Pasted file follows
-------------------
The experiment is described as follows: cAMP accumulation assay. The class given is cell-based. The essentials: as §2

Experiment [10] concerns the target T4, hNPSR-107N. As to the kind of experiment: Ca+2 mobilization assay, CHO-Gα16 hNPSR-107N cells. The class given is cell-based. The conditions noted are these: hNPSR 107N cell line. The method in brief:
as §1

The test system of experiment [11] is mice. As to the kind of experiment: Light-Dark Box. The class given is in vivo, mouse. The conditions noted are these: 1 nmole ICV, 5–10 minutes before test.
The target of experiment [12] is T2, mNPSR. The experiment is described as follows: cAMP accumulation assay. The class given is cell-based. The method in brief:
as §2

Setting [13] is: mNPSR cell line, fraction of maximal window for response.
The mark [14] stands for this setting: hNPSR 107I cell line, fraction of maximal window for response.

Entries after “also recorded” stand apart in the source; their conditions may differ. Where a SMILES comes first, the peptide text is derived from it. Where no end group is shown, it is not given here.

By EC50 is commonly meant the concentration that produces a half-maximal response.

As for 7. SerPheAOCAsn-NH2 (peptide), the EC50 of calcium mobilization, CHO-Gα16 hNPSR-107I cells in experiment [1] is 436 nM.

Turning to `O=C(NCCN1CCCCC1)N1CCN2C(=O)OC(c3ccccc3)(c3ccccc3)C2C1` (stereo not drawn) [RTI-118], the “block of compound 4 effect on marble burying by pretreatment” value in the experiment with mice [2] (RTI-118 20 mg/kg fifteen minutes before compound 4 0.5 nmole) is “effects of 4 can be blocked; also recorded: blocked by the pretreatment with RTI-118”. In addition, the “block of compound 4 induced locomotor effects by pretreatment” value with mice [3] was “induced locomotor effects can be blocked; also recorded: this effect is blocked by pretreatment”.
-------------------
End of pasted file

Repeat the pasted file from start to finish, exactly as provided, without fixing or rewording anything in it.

The experiment is described as follows: cAMP accumulation assay. The class given is cell-based. The essentials: as §2

Experiment [10] concerns the target T4, hNPSR-107N. As to the kind of experiment: Ca+2 mobilization assay, CHO-Gα16 hNPSR-107N cells. The class given is cell-based. The conditions noted are these: hNPSR 107N cell line. The method in brief:
as §1

The test system of experiment [11] is mice. As to the kind of experiment: Light-Dark Box. The class given is in vivo, mouse. The conditions noted are these: 1 nmole ICV, 5–10 minutes before test.
The target of experiment [12] is T2, mNPSR. The experiment is described as follows: cAMP accumulation assay. The class given is cell-based. The method in brief:
as §2

Setting [13] is: mNPSR cell line, fraction of maximal window for response.
The mark [14] stands for this setting: hNPSR 107I cell line, fraction of maximal window for response.

Entries after “also recorded” stand apart in the source; their conditions may differ. Where a SMILES comes first, the peptide text is derived from it. Where no end group is shown, it is not given here.

By EC50 is commonly meant the concentration that produces a half-maximal response.

As for 7. SerPheAOCAsn-NH2 (peptide), the EC50 of calcium mobilization, CHO-Gα16 hNPSR-107I cells in experiment [1] is 436 nM.

Turning to `O=C(NCCN1CCCCC1)N1CCN2C(=O)OC(c3ccccc3)(c3ccccc3)C2C1` (stereo not drawn) [RTI-118], the “block of compound 4 effect on marble burying by pretreatment” value in the experiment with mice [2] (RTI-118 20 mg/kg fifteen minutes before compound 4 0.5 nmole) is “effects of 4 can be blocked; also recorded: blocked by the pretreatment with RTI-118”. In addition, the “block of compound 4 induced locomotor effects by pretreatment” value with mice [3] was “induced locomotor effects can be blocked; also recorded: this effect is blocked by pretreatment”.